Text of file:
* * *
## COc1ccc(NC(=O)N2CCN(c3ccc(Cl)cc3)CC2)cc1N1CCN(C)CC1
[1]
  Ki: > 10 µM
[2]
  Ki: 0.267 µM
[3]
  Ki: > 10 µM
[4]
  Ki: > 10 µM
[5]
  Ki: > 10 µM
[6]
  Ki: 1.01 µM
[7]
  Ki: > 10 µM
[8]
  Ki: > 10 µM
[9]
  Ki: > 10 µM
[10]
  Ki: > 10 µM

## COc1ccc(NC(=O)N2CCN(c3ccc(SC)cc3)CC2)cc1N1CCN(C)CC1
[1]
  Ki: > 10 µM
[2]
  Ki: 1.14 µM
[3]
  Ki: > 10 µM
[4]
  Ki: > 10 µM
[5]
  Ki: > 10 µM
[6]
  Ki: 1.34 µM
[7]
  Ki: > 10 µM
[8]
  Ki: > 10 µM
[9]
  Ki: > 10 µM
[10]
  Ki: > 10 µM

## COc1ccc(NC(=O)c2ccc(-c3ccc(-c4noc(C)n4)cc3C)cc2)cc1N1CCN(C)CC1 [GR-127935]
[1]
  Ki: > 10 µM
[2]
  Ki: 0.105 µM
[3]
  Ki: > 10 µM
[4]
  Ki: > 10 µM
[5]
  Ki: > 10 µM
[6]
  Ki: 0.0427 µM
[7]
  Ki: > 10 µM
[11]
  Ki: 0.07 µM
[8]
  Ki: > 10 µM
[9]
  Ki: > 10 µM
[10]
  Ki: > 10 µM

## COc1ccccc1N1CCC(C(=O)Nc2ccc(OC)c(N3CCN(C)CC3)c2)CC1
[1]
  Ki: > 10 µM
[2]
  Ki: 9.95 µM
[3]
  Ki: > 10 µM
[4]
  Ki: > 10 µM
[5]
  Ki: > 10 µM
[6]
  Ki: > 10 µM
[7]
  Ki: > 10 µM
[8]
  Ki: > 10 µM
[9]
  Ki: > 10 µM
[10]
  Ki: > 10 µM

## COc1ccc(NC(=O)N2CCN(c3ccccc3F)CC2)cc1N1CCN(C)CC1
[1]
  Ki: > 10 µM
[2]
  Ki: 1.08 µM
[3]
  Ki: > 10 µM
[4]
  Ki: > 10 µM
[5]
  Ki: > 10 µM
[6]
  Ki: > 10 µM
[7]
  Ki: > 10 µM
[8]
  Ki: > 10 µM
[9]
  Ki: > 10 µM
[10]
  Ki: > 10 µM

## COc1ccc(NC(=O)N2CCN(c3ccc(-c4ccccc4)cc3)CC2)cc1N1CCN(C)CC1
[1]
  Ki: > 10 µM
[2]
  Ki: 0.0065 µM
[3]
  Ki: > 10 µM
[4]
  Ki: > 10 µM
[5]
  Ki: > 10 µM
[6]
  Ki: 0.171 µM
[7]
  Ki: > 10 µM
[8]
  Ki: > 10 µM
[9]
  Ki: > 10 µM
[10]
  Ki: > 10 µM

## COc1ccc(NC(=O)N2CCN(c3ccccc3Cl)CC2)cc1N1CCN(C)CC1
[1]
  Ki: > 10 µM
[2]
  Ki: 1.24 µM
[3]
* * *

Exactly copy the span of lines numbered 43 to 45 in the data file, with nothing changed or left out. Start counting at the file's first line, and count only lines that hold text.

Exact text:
## COc1ccc(NC(=O)c2ccc(-c3ccc(-c4noc(C)n4)cc3C)cc2)cc1N1CCN(C)CC1 [GR-127935]
[1]
  Ki: > 10 µM